This study examines the various processes and the methods of determining urban stone decay. The contributions include coverage of: spatial variability of dissolution on a limestone surface; ageing of consolidated stone; and techniques for making contemporary copies of stone antiquities.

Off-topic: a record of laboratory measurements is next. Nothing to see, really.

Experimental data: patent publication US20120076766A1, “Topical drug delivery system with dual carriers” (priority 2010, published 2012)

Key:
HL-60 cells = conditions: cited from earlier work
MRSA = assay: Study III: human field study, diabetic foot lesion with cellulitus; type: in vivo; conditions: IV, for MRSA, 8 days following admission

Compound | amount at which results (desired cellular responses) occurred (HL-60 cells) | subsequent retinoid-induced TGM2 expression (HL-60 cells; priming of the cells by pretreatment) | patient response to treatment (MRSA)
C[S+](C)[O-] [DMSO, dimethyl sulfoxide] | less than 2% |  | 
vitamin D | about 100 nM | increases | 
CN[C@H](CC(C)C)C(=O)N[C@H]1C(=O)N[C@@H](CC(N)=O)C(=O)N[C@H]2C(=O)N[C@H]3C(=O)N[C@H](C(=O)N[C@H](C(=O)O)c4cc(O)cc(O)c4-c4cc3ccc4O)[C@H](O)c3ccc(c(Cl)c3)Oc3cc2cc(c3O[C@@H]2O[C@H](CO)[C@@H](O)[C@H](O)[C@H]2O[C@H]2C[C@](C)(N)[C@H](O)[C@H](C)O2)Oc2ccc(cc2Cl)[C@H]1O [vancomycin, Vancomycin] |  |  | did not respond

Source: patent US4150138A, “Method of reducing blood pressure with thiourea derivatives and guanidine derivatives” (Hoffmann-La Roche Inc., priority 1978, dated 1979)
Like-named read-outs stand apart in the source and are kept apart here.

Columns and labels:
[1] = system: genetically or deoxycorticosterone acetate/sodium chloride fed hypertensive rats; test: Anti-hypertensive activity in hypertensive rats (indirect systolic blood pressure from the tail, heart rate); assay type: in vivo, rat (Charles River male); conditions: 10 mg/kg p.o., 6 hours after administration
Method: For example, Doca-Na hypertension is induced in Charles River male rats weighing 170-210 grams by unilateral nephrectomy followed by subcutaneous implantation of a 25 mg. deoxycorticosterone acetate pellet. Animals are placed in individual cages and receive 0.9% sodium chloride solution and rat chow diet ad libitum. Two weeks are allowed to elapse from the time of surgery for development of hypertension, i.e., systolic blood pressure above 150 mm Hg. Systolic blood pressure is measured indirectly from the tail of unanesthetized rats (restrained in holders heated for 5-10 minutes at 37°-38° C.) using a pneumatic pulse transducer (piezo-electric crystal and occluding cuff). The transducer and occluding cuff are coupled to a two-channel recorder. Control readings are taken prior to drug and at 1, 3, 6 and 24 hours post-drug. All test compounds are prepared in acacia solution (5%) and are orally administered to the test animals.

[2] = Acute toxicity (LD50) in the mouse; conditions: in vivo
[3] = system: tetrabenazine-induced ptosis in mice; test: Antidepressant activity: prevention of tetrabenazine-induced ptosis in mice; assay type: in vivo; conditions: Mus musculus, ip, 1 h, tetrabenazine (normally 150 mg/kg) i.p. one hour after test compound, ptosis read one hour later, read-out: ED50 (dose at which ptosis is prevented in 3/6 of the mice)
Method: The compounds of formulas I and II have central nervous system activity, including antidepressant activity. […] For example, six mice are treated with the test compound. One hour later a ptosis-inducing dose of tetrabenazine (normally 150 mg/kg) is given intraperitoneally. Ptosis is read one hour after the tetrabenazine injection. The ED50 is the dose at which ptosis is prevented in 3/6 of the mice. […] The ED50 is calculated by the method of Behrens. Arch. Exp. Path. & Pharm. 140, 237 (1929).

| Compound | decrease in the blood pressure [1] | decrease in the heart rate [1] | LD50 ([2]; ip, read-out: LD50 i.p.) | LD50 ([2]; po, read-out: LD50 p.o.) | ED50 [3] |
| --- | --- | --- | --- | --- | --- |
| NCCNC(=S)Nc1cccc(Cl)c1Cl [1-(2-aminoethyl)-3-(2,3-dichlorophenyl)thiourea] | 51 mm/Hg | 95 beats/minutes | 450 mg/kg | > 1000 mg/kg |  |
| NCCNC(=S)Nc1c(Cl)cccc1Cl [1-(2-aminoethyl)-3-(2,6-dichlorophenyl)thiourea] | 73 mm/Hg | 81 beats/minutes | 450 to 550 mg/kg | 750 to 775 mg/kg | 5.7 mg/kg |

Part 1 Processes: background controls on stone decay in polluted environments - a case study from Rio de Janeiro, Heather Neill and B.J. Smith; spatial variability of dissoluion on a limestone surface, Rob Inkpen; inheritance effects on efficacy of salt weathering mechanisms and durability of sandstone, Patricia Warke; simulation of frost shattering processes in natural and synthetic rocks, Robert Allison and Jeff Warburton; damage caused by the crystallization of salt mixtures, Clifford Price; black crusts formed during two different pollution regimes in the same location, Emer Bell; inherent weakness as a controlling factor in the breakdown of greywackes at two megalithic sites, John Kelly; ageing of consolidated stone, Anuradha Nandiwada; the relationship between air composition and run-off chemistry, Will Luxton; monitoring the impacts of the Oxford transport strategy on stone decay, Heather Viles; regional variations in sandstone decay in the West Midlands, UK, David Halsey. Part 2 Methods: structured approach to analyzing stone decay, Tim Cooper; some methods for assessing stone decay in polluted and "clean" environments, Ireland, Cherith Moses; the application of photogrammetric analysis in the monitoring of surface change during limestone weathering simulations, Annette Shelford; permeation testing of materials, John Beggan; techniques for making contemporary copies of stone antiquities, Malcolm Fry. Part 3 Current and future research: English Heritage and building conservation research, John Fidler; historic Scotland's objectives regarding the supply, decay and cleaning of stone, Ingval Maxwell; current research at BRE on the decay of limestone, Tim Yates.